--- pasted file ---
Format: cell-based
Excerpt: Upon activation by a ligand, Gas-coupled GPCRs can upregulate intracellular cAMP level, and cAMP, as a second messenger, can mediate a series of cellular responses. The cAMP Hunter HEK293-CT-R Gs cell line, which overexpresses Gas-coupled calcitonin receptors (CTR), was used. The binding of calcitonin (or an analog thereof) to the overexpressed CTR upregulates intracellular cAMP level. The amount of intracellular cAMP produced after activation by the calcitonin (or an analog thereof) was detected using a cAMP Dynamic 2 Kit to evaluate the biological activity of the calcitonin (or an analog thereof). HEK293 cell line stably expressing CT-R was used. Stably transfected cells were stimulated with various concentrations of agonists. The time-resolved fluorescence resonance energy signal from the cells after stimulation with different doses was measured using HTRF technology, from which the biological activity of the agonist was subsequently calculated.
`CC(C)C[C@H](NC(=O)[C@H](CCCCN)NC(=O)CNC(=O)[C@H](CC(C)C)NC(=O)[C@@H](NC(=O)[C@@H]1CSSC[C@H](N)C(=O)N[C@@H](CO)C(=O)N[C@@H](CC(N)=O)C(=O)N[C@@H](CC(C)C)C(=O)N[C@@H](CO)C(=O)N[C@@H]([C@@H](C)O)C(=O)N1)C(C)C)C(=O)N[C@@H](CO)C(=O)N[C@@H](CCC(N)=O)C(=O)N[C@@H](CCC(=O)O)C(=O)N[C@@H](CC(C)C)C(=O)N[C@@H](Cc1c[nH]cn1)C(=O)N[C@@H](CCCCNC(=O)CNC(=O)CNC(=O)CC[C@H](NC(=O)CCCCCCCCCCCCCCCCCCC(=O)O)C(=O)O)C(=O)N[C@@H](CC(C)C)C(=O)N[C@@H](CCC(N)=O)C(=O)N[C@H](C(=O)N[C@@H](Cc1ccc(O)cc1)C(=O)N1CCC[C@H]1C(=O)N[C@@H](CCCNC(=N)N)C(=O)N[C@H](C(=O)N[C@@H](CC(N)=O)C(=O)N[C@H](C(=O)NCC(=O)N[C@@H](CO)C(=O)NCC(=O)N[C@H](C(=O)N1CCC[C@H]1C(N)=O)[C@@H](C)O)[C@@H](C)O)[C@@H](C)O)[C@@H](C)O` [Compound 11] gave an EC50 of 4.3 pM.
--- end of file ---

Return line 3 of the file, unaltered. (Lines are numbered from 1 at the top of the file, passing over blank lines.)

`CC(C)C[C@H](NC(=O)[C@H](CCCCN)NC(=O)CNC(=O)[C@H](CC(C)C)NC(=O)[C@@H](NC(=O)[C@@H]1CSSC[C@H](N)C(=O)N[C@@H](CO)C(=O)N[C@@H](CC(N)=O)C(=O)N[C@@H](CC(C)C)C(=O)N[C@@H](CO)C(=O)N[C@@H]([C@@H](C)O)C(=O)N1)C(C)C)C(=O)N[C@@H](CO)C(=O)N[C@@H](CCC(N)=O)C(=O)N[C@@H](CCC(=O)O)C(=O)N[C@@H](CC(C)C)C(=O)N[C@@H](Cc1c[nH]cn1)C(=O)N[C@@H](CCCCNC(=O)CNC(=O)CNC(=O)CC[C@H](NC(=O)CCCCCCCCCCCCCCCCCCC(=O)O)C(=O)O)C(=O)N[C@@H](CC(C)C)C(=O)N[C@@H](CCC(N)=O)C(=O)N[C@H](C(=O)N[C@@H](Cc1ccc(O)cc1)C(=O)N1CCC[C@H]1C(=O)N[C@@H](CCCNC(=N)N)C(=O)N[C@H](C(=O)N[C@@H](CC(N)=O)C(=O)N[C@H](C(=O)NCC(=O)N[C@@H](CO)C(=O)NCC(=O)N[C@H](C(=O)N1CCC[C@H]1C(N)=O)[C@@H](C)O)[C@@H](C)O)[C@@H](C)O)[C@@H](C)O` [Compound 11] gave an EC50 of 4.3 pM.